This new textbook doesn't even try to defend Intelligent Design's pretense of being a better alternative to contemporary evolutionary theory in discussing the origins and history of life on Planet Earth. Nor does it demonstrate that it is valid science, but instead, stresses the current "controversies" with respect to our understanding of evolutionary biology, with topics ranging from those pertaining to the fossil record to evolutionary developmental biology; the latter known popularly as "evo-devo". Indeed, in private e-mail correspondence with both Dembski and Behe, I have received no definitive statements from either, indicating that Intelligent Design is truly, a compelling, scientifically more valid, alternative than contemporary evolutionary theory in explaining the origins and history of life on Planet Earth. Instead, the best response I received from them was this, quoting from Dembski, "Intelligent Design raises questions". It does indeed, but not those that he alludes to in his prolific writing, simply because he, Wells, Behe, Minnich, Gonzalez, and their fellow Intelligent Design advocates, have had more than fifteen years to make their case within the mainstream scientific community, and have failed miserably, not just once, but again and again (Much to my amazement, Philip Johnson, the spiritual "godfather" of the Intelligent Design "movement", has conceded recently that Intelligent Design is not yet a valid scientific theory.). I asked both Dembski and Behe these questions: "Where are Intelligent Design's testable hypotheses? Where are the productive scientific research programs inspired by Intelligent Design? Where are Intelligent Design's peer-reviewed scientific papers published in such eminent mainstream scientific journals such as Nature, Science, Paleobiology, Cladistics, Journal of Theoretical Biology, Evolution, American Naturalist, among others?" The replies I received were only deafening silence from both. So much for Intelligent Design's pretensions for being a valid scientific theory, right?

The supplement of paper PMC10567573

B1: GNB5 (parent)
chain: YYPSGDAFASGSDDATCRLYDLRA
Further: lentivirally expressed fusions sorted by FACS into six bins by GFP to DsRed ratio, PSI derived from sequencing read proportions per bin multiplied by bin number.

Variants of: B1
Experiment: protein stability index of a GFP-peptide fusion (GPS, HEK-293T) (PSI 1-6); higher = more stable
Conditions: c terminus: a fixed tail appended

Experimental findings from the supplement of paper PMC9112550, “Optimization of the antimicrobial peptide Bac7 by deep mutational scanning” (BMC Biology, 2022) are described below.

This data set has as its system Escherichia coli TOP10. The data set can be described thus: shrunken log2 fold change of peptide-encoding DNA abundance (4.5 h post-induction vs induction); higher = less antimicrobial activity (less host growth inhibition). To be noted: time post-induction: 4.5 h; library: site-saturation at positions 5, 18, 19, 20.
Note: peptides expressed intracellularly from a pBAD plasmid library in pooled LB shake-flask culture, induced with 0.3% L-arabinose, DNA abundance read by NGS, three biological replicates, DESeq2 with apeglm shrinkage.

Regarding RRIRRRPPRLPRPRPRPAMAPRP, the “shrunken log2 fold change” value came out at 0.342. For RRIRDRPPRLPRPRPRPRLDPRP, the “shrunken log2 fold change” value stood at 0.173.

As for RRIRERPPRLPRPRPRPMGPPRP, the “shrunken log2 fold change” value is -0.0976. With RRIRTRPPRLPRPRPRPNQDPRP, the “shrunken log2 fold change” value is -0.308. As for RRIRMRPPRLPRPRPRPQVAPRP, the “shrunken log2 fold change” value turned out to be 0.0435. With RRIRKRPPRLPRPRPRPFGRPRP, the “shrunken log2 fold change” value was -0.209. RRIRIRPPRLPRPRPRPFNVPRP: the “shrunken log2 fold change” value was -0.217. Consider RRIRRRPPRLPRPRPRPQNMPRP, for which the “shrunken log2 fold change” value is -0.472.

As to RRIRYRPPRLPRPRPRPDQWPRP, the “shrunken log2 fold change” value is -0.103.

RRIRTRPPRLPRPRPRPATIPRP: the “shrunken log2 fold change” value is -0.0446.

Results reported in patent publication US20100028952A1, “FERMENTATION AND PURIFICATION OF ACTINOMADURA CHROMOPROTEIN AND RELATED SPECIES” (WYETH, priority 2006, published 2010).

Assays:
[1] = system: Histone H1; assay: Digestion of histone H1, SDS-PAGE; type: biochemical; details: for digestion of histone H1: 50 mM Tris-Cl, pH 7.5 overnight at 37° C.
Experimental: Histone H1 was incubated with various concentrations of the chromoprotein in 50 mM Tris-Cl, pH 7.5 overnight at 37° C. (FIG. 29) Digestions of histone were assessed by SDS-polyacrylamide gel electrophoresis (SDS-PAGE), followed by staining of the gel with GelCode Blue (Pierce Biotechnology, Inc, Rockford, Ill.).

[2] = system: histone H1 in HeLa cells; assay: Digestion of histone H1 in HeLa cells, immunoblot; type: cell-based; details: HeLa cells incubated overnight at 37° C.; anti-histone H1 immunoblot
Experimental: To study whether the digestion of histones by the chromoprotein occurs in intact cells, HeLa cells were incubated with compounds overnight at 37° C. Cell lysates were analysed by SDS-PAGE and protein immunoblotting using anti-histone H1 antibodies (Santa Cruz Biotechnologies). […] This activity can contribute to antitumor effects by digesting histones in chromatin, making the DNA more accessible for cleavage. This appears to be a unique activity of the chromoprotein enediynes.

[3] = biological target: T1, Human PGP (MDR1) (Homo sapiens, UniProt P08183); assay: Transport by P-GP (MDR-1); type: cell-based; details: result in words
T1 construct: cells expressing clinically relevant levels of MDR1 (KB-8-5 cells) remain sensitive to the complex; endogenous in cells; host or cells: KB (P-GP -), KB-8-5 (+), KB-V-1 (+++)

Dembski tries to make a persuasive case on behalf of Intelligent Design, using the same probabilistic models he developed for his "No Free Lunch" and "Explanatory Filter" concepts; the very models that have been harshly criticized by his former Ph. D. dissertation advisor at the University of Chicago, who is now a highly respected mathematician teaching at a prominent Canadian university (Incidentally, three times I have asked Dembski - who has a M. S. degree in statistics from the University of Illinois, Chicago - a basic statistics question which he couldn't answer, both twice, in person, after the 2002 American Museum of Natural History Intelligent Design debate, and, recently, in private e-mail correspondence: "How do you calculate the confidence limits for the Explanatory Filter?" Three times he hasn't provided me with any answer but a deafening, stony silence.). I wonder what the current president of the University of Chicago, distinguished mathematician Robert Zimmer - who is a prominent alumnus of my prestigious New York City public high school - thinks of Dembski's "research", especially when Zimmer has taught mathematics at the University of Chicago for decades, except for a relatively brief stint as the provost of Brown University (my undergraduate alma mater); it's quite possible that Zimmer served as a member of Dembski's doctoral dissertation committee in mathematics. Since Dembski's concepts are fundamentally, just metaphysical, pseudoscientific, religious nonsense, it seems that a more appropriate usage of his fine literary talents would be writing a textbook on Klingon Cosmology; a potentially lucrative suggestion that he has rejected (For reasons which I have noted elsewhere, here at Amazon.com, I believe that there is substantially more evidence in support of Klingon Cosmology than there is for Intelligent Design.).